"The main advantage of exclusivity is making more money. That happens because we control the prices of the titles. If they're newer titles, we make sure we get the price that the studio thinks they deserve. The second advantage is that exclusivity allows us to plan a marketing strategy specifically for each of our more than 9,000 webmaster clients. This includes press releases, advertising, mailers, and putting studio logos on our home pages and our marketing material."
Vartanian's content-providing company signs new studios every week, and he takes pains to provide them and the webmasters with a service This is in contrast to older forms of content providing, which acted as a broker and middle man that sent movies to clients.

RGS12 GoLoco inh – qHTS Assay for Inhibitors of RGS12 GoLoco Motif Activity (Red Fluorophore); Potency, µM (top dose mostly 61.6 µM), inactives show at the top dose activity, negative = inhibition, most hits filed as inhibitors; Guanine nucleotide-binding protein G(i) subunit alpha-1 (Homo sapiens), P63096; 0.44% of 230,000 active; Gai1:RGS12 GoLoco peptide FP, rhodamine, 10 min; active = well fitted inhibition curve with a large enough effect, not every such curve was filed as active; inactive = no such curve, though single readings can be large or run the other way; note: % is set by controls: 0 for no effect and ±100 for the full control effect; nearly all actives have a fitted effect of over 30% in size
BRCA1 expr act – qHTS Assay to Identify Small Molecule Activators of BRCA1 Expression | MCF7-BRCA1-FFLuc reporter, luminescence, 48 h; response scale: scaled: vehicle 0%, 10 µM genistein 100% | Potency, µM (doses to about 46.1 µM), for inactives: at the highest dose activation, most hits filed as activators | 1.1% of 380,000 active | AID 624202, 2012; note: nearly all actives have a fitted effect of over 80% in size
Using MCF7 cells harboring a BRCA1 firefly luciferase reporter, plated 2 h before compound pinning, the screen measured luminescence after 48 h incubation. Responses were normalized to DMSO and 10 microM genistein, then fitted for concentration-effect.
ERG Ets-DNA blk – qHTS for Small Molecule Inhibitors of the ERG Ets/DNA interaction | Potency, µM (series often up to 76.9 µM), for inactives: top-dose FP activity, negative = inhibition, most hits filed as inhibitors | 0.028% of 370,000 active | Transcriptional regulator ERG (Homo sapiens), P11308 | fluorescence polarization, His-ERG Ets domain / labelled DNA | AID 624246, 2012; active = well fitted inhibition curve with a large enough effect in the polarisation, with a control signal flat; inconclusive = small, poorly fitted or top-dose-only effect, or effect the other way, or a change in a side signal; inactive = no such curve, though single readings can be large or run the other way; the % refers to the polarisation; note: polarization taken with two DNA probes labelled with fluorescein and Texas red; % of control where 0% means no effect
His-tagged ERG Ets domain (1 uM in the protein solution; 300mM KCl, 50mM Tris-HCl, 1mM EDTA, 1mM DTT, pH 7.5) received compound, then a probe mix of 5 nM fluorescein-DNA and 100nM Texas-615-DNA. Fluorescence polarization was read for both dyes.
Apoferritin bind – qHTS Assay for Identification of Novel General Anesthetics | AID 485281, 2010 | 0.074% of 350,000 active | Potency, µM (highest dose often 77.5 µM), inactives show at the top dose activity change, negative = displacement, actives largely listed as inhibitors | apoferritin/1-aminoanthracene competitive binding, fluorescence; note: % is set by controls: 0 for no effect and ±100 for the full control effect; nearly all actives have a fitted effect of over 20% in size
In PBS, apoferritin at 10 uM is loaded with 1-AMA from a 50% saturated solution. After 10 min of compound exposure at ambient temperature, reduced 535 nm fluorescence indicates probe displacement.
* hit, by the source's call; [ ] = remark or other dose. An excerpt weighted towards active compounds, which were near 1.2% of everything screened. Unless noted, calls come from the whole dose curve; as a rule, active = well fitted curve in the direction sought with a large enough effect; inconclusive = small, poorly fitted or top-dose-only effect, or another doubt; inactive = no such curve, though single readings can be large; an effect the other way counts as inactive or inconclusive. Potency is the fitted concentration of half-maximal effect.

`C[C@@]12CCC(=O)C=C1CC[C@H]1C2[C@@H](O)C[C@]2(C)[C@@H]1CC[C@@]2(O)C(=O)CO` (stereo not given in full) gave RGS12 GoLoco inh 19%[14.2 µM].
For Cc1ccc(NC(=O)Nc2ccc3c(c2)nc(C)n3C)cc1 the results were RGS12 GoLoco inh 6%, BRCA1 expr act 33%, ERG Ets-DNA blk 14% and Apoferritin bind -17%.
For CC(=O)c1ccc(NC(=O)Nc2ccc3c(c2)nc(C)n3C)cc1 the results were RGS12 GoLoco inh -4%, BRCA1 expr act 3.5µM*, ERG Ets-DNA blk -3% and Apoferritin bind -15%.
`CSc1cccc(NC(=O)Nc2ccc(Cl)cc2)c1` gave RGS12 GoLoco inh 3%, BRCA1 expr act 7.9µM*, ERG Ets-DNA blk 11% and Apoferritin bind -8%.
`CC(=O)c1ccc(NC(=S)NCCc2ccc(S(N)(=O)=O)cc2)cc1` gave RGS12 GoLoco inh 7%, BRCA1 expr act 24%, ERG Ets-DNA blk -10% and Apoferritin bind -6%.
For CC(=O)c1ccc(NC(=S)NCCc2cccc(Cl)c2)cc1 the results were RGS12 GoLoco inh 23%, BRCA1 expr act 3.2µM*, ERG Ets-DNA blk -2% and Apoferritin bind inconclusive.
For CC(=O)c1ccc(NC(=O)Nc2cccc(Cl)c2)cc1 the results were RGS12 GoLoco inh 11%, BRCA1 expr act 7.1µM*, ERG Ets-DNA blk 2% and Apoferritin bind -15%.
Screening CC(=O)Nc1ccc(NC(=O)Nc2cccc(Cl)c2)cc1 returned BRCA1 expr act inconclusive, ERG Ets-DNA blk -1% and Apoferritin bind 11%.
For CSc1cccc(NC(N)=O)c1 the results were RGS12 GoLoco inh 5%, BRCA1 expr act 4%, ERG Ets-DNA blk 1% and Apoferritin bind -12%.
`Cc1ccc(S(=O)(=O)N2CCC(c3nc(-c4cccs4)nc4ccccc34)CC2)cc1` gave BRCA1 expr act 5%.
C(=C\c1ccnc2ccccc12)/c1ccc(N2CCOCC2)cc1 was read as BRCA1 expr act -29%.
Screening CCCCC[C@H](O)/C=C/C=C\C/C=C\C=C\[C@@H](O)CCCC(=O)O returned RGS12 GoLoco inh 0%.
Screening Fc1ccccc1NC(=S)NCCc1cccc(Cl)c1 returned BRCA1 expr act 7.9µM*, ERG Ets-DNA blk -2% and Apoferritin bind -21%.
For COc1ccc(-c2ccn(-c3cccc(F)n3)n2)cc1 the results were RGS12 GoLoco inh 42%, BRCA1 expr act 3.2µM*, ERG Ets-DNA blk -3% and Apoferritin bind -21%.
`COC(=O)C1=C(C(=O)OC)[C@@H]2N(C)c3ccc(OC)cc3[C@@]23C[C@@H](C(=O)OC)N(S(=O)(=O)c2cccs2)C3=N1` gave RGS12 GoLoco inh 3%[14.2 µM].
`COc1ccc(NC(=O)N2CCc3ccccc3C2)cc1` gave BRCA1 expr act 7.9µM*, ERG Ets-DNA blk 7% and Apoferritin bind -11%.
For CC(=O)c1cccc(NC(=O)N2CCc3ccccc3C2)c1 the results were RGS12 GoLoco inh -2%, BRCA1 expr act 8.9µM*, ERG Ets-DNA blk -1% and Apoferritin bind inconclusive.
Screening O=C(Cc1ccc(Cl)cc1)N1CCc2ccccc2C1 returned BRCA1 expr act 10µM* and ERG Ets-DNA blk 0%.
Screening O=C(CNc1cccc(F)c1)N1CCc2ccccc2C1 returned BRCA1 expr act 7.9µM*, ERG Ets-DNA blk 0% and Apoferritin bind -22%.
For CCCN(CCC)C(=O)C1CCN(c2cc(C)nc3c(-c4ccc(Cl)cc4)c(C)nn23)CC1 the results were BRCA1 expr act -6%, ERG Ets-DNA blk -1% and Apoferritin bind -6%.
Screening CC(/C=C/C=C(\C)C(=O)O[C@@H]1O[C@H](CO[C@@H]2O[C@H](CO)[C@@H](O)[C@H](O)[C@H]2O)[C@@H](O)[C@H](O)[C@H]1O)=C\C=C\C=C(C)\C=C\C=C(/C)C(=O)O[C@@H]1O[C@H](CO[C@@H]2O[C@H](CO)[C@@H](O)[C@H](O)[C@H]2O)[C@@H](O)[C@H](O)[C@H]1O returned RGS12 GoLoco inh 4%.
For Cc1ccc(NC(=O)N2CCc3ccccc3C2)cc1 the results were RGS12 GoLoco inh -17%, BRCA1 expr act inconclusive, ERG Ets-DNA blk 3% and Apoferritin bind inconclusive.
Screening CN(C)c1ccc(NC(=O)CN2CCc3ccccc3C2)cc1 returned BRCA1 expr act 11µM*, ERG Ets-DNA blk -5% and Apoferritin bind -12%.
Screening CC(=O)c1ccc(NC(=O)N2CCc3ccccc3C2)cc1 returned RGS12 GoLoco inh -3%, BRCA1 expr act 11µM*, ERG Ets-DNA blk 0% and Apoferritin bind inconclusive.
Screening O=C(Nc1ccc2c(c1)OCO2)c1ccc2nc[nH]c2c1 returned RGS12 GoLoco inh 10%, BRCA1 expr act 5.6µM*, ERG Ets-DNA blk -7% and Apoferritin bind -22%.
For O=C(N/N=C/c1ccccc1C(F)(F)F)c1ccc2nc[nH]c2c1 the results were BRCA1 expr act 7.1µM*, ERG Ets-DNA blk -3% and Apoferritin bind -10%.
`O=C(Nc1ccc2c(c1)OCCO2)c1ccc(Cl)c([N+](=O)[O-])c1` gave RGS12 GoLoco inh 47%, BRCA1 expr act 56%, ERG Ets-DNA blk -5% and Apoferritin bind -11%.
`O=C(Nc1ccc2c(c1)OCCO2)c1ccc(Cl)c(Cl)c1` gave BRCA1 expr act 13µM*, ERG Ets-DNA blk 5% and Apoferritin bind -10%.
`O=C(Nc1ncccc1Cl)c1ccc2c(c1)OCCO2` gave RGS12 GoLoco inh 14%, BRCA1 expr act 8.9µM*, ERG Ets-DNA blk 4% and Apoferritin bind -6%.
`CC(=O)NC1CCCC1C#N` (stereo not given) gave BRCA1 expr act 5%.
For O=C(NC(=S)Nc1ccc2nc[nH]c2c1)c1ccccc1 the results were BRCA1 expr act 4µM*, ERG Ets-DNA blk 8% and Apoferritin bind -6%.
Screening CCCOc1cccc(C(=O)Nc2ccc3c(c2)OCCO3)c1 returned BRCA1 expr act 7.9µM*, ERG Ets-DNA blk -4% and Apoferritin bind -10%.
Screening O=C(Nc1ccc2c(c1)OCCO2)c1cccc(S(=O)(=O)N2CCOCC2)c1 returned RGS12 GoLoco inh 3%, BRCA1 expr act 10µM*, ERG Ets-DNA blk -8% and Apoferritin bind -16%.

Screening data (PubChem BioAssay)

"A webmaster comes to us needing content," Vartanian explains. "Sometimes the webmaster doesn't know what type of content to purchase, so we consult with them at no additional charge. We see what their niche market and their target audience is and we put together a package for them. We also do all the screen caps, and provide them with the box covers, digitized. We provide everything, so all they have to do is plug and play. We also provide matching high-res photos for those movies, so webmasters can design their tour pages with quality pictures instead of screen caps. Webmasters who license with us never have to worry about encoding, digitizing, converting or scanning. They get a turnkey from us, and they only have to put it up."
The services and improvements have had a clear effect, because the World Wide staff had to be doubled in 2007. The company now employs a staff of 18, housed in an office of more than 6,500 square feet. Most of the income from the webmasters is through a licensing system that charges a one-time fee on a per-title basis. On very rare occasions, World Wide will license on a revshare basis, but only with companies that have serious traffic, preferably with a video-on-demand or pay-per-minute site.